Fanni Lukácsy is the Secretary General of the Global UTM Association (GUTMA)
How do you see the association developing over the next two to three years?
We would like to see GUTMA as the focal point for UTM – with “UTM” meaning not just UAS Traffic Management but Unified Traffic Management for aviation, too. This is the grand vision that we are formulating within GUTMA. There’s an enormous amount of technical knowledge of UTM and the drone industry and within our membership which we want to deploy for the benefit of the whole drone ecosystem.
We have to continuously develop further our connections to international and regional regulators, policy-makers, standards bodies and fellow technical organisations who might be faced with similar problems in terms of bridging different technologies. Our Connected Skies Forum on June 18-20 will be a bridge between telecommunications and aviation sectors. These industries claim large shares of UTM development and deployment, but they don’t talk to each other. We will help to connect their technical solutions with the knowledge of the unmanned industry. And we will deliver these interfaces and solutions to decision-makers and regulators who are currently missing this kind of knowledge.
How do you see yourself positioning with the air navigation service provider (ANSP) community, with an organisation like the Civil Air Navigation Services Organisation (CANSO), for example?
We are positioning GUTMA to be the first go-to organisation in terms of UTM. We want to act as an advisory body, totally independent and equally focussed on the key stakeholders of the industry. We would like to understand and help ANSPs to integrate drones into their national airspace systems. From a technical point of view we liaise with civil aviation authorities (CAAs) to develop interoperable and harmonised regulations conducive to international and cross-border beyond visual line of sight (BVLOS) operations – but also international in terms of drone service provision by businesses. We are focussing on the utility of drones and enabling the opening-up of the global drone market.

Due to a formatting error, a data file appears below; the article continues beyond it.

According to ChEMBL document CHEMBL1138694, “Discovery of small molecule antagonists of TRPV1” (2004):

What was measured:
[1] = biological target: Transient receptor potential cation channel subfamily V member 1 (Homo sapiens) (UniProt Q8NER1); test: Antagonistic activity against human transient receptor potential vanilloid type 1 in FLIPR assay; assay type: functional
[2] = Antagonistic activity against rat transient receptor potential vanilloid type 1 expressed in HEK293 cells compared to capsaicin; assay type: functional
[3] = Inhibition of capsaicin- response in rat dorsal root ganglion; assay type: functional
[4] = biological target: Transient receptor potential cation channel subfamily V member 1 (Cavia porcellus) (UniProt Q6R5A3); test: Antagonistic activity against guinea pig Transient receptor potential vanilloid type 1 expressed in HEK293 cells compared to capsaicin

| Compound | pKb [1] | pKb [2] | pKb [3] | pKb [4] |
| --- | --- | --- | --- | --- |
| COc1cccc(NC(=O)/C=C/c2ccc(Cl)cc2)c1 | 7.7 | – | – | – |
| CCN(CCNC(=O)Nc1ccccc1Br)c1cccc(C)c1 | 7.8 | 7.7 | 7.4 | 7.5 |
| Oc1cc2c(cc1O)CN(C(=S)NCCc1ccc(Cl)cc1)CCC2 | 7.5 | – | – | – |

Do you have the resources to do all this?
Currently we encompass 70 organisations from 25 countries, representing a great sample of every aspect of UTM theory and solution that can emerge at any point, in any discussion, in any part of the world. We have contacts and resources at granular levels with the capability to engage the market at a global level. This is our strength and it was amazing to see at the World ATM Congress – which was seen by many as more like the “World UTM Congress” than the “World ATM Congress” – that one-third of our membership was there, either exhibiting or participating. The whole Congress this year was about drones and integrating drones into airspace. It was incredible how enthusiastic our members were there – and the non-members involved in UTM, as well. There is an intense willingness and energy within the GUTMA community to move ahead and support industry in opening up the market to realise all the benefits that drones can bring to the economy.
So your vision of GUTMA’s future is essentially to provide the building blocks for a technical solution to integration, rather than become a political or lobbying organisation.
Yes, we are focussing approximately 80% of our activities on the technical aspects of UTM because after our review of GUTMA and the UTM environment and discussing this issue with stakeholders we identified there is a missing link between theory and deployment and that missing link is technology. It sounds easy but when you talk to regulators and standards bodies they don’t necessarily have the knowledge to solve the technical, connectivity and interoperability issues of UTM.
Interoperability should be managed by connecting UTM service providers to ANSPs and CAAs, then connecting the other stakeholders of UTM – like other authorities, supplementary data providers and other third parties who are involved in unmanned aerial missions. GUTMA will focus on working on these interfaces. We would like to see the whole UTM architecture as being interlinked, totally technology-agnostic and future-proof, scalable and manageable. In the end the UTM market should be an open market, a competitive market, where UTM service providers just plug in and do their business.